To properly assess the relative places of China and the United States in the world system, the fact of the transformation of old, and the emergence of new, centers of capital accumulation needs to be established, and some attempt made to develop means of measuring these developments. This paper, working within the framework of Uneven and Combined Development, will suggest a new metric by which we can assess the geography of capital accumulation in the world economy, a metric with three components. The first component examines national income, both per capita and as shares of the world total. The second component refines the latter to an examination of share of world manufacturing, with a specific examination of distribution of the key sector of high-technology manufacturing. The third and final component examines the distribution of large corporations through the world economy, and introduces a new term – the relative weight of large corporations. All components of this metric suggest that key aspects of the modern economy remain “territorially bound” and clearly reveal the steady, long-term decline of the United States as the dominant center of capital accumulation, and the simultaneous emergence of new centers of capital accumulation in an increasingly multi-polar world economy.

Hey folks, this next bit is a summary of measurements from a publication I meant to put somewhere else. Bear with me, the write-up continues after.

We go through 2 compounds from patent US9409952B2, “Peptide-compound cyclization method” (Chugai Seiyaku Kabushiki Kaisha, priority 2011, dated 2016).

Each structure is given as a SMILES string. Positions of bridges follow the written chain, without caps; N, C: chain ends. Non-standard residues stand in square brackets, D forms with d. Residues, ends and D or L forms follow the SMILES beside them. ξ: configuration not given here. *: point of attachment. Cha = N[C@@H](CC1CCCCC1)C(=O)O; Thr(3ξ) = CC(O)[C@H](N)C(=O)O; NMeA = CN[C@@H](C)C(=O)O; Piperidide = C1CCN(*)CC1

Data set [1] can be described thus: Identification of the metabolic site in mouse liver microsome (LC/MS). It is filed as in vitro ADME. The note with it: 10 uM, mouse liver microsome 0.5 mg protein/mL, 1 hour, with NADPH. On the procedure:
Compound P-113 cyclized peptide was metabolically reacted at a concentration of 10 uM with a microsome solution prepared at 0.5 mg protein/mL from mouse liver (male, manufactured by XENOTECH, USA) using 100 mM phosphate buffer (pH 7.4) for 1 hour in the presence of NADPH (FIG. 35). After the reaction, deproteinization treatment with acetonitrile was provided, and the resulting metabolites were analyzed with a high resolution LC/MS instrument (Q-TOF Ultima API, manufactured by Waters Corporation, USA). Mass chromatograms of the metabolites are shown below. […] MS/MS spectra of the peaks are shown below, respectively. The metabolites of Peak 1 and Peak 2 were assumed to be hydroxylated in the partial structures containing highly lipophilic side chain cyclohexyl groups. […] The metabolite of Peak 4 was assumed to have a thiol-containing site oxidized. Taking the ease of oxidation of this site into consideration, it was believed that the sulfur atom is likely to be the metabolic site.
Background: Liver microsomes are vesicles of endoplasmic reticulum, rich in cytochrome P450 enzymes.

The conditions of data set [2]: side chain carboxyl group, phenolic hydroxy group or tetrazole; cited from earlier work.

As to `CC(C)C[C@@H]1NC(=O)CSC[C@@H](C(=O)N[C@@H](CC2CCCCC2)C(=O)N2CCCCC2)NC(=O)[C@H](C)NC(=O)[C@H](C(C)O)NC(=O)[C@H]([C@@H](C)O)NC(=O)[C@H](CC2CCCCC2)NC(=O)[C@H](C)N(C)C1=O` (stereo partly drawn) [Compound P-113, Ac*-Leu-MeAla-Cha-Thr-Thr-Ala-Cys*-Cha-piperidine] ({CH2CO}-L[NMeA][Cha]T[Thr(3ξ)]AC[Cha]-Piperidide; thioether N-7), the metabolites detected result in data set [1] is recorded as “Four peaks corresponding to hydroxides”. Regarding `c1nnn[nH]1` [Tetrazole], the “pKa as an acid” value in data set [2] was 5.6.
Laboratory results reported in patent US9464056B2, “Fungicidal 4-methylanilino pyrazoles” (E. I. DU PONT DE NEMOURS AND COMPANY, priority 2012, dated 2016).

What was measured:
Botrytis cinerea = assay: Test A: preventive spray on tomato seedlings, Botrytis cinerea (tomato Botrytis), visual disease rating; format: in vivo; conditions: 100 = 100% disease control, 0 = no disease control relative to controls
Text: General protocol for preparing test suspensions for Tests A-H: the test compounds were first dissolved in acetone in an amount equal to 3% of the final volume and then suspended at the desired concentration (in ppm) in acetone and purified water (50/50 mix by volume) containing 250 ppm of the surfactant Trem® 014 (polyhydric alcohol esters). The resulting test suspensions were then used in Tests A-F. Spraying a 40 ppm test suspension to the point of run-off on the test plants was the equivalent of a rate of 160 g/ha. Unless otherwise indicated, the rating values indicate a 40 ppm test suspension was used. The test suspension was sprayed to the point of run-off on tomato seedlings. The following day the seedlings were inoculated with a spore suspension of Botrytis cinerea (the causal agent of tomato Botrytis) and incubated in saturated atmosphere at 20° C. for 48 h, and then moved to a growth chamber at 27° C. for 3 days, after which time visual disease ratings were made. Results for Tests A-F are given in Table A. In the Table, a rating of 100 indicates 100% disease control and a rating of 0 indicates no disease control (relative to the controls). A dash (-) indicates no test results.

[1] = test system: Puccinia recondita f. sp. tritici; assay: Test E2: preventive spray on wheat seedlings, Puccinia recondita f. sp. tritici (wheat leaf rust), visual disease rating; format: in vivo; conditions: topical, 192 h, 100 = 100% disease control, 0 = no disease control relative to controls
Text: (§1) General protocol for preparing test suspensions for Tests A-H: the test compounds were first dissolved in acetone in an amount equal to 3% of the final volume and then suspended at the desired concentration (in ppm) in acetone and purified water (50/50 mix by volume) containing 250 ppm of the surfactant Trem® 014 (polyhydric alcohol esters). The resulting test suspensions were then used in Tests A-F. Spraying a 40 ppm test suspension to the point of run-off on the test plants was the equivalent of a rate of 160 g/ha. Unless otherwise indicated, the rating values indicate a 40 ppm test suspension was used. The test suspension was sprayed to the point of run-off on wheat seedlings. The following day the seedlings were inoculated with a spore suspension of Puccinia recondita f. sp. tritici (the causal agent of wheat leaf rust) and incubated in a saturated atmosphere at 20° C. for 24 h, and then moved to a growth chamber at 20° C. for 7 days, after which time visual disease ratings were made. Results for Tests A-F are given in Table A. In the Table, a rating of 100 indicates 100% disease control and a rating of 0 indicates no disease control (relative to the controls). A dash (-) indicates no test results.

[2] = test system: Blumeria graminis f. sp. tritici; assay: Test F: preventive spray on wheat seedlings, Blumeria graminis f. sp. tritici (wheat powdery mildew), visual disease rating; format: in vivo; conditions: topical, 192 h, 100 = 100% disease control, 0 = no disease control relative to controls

Research for and presentation of this paper was greatly facilitated by a grant from Athabasca University’s Academic and Professional Development Fund and an appointment as Associate Professor (status only) with the Department of Political Science, University of Toronto. It is part of a larger research project funded by the President’s Award for Research and Academic Excellence (PARSE) at Athabasca University. Elements of this research were presented: (a) at the annual meeting of the Canadian Political Science Association (May 2014); (b) at the conference “Socialism 2014” organized by the Centre for Economic Research and Social Change in Chicago; and (c) at the bi-annual conference of the International Political Science Association. Thanks in particular to the CPSA panel discussant, Dr. Randall Germain, Department of Political Science, Carleton University for his comments and questions.
Kellogg, P. (2015), "Geographies of Capital Accumulation: Tracing the Emergence of Multi-polarity, 1980–2014", Theoretical Engagements in Geopolitical Economy (Research in Political Economy, Vol. 30A), Emerald Group Publishing Limited, Bingley, pp. 259-294. https://doi.org/10.1108/S0161-72302015000030A017
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